We can't solve affordable housing or local zoning control in isolation; they have to be treated together. Clearly cities "have a plan" for handling development, but it isn't scaling up fast enough or high enough.
We could always limit growth (population and jobs), but that leads to another type of problem. But let's deal with the full complexity of the issues and stop attacking single points of contention.


15 people like this
Posted by YIMBY
a resident of Another Mountain View Neighborhood
on Mar 26, 2018 at 5:29 pm

@Robyn

This legislation is all about quality of life. The majority of us who are renting, squeezing into spare bedrooms, and being deprived a middle class existence would have our quality of life greatly improved by this. If you happen to be a homeowner with prop 13 that has been completely detached from the housing crisis and resulting cost of living increases, then yeah, I can see why you might not see it that way. When you have every possible advantage going for you, anything that tips the balance towards the other side must seem like a terrible affront to you.


27 people like this
Posted by Juan
a resident of Rengstorff Park
on Mar 26, 2018 at 8:04 pm

Juan is a registered user.

This is not about quality of life. Stacking up 20 story-tenements, being stuck in traffic all day, water shortage and smog / pollution everywhere is not quality of life.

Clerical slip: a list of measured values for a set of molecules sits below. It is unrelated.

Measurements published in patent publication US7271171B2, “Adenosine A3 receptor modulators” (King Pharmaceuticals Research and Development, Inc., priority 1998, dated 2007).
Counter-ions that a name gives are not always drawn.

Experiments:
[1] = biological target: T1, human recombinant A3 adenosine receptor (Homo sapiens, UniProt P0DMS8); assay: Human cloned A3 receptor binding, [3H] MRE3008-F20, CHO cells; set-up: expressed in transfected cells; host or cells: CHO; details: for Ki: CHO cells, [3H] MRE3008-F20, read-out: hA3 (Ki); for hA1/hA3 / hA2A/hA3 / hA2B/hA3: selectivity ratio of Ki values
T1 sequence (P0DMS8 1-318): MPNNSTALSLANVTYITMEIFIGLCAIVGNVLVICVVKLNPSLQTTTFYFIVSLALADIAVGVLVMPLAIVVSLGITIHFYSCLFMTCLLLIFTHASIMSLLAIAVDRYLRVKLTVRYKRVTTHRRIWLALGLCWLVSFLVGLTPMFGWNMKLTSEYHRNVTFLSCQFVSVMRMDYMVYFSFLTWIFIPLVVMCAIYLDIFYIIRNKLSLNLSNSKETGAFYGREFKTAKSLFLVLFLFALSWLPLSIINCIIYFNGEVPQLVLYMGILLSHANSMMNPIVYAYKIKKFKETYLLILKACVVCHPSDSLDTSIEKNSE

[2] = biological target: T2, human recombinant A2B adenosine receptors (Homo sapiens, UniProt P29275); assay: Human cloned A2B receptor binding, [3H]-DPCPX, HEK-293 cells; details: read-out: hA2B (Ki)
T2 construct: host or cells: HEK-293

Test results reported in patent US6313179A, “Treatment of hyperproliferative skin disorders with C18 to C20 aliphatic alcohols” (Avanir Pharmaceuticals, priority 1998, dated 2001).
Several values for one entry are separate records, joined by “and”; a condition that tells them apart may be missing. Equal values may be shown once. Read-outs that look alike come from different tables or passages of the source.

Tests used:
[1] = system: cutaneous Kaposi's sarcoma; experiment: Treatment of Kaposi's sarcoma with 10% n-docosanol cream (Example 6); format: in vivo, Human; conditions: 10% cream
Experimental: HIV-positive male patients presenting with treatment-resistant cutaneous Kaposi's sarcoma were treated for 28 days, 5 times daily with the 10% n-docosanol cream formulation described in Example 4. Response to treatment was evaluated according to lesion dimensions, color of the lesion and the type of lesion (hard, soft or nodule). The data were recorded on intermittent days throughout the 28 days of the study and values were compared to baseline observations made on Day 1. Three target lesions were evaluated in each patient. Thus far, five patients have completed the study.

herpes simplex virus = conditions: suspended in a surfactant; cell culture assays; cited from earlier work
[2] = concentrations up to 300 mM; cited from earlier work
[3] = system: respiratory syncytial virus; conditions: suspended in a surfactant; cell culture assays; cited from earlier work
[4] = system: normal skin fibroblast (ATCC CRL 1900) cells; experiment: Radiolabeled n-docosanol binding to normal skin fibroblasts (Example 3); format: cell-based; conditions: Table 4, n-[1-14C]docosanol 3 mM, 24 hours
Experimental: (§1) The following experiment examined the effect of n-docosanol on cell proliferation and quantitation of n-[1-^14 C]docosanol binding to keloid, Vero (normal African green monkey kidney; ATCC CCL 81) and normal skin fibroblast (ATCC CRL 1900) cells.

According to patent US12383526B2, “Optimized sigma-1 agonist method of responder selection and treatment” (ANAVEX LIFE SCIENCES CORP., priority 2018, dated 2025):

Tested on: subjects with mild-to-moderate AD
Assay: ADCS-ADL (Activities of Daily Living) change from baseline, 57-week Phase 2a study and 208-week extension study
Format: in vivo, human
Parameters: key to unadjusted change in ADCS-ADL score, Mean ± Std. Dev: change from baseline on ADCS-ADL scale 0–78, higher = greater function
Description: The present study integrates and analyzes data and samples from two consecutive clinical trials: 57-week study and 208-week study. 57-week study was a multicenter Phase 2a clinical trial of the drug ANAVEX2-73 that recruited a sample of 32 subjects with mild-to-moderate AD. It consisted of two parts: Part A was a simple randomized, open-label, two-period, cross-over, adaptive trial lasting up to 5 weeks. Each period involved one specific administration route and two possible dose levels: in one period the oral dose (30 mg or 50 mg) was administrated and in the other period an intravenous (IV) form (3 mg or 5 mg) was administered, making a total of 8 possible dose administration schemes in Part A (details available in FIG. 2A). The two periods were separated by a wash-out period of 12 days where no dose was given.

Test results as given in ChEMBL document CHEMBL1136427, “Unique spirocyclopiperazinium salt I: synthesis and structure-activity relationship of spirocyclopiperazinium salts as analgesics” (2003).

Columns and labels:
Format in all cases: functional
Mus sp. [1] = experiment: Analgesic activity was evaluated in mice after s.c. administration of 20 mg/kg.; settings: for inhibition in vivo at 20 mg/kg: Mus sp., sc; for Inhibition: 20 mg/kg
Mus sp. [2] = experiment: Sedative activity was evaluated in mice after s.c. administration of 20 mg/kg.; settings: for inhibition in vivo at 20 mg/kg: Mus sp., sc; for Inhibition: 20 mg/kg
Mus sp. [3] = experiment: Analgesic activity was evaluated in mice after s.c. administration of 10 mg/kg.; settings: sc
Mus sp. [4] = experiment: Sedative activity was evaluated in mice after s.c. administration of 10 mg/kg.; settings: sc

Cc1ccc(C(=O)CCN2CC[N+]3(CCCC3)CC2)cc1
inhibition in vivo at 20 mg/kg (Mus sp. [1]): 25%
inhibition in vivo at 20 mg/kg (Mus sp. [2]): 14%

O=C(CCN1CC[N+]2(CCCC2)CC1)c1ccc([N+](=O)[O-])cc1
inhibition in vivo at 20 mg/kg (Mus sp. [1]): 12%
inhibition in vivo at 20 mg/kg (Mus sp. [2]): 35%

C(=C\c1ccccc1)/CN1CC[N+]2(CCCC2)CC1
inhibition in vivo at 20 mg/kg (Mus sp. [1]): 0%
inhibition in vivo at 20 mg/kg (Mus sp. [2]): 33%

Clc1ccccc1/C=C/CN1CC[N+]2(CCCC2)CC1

8 people like this
Posted by YIMBY
a resident of Another Mountain View Neighborhood
on Mar 26, 2018 at 11:31 pm

Building densely near mass transit is entirely about not being stuck in traffic and not contributing to pollution. Suburban sprawl means commuting, which means pollution.


9 people like this
Posted by Todd
a resident of Blossom Valley
on Mar 27, 2018 at 8:34 am

Not just high-rise apartments but also high-rise condo complexes. Much of Mountain View would qualify. Another newspaper reported that 96% of San Francisco is in a qualifying transit zone. Hundreds of billions of dollars could be made on high-rises with no required parking across the State of California. There would be plenty of money for a BIG THANK YOU for all of the former politicians who delivered the new law and left the country.


10 people like this
Posted by David
a resident of Jackson Park
on Mar 27, 2018 at 10:37 am